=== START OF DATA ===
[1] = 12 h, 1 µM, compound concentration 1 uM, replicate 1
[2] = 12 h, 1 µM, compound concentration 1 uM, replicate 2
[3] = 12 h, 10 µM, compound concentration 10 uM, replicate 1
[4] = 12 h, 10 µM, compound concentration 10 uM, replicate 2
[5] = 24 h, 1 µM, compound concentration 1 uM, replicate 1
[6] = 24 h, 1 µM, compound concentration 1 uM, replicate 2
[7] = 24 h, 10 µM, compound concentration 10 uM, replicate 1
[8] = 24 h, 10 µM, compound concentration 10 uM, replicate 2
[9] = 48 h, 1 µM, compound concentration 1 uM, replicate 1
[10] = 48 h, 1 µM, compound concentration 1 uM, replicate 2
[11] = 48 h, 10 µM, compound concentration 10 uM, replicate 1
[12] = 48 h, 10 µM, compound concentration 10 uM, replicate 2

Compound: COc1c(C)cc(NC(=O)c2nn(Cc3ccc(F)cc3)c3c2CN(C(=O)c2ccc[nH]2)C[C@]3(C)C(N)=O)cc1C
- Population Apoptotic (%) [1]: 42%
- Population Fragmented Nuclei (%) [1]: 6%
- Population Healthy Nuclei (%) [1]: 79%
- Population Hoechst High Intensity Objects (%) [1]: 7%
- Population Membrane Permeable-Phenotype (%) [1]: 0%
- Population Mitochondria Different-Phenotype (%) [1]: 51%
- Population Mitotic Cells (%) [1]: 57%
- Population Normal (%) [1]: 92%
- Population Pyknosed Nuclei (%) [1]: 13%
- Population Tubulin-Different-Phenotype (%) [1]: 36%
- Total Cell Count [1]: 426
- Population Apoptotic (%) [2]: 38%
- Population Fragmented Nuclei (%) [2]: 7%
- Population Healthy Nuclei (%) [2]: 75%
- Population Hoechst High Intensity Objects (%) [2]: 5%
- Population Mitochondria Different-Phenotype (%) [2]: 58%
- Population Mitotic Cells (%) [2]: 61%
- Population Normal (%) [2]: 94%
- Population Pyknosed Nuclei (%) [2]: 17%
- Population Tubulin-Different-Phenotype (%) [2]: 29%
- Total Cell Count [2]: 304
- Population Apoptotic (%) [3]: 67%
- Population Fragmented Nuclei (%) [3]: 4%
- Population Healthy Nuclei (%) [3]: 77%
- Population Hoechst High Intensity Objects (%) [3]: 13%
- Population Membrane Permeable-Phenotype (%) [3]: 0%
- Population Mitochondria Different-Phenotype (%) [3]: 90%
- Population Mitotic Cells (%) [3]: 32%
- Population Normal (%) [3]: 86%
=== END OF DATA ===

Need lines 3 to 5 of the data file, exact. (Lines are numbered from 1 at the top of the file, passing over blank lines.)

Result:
[3] = 12 h, 10 µM, compound concentration 10 uM, replicate 1
[4] = 12 h, 10 µM, compound concentration 10 uM, replicate 2
[5] = 24 h, 1 µM, compound concentration 1 uM, replicate 1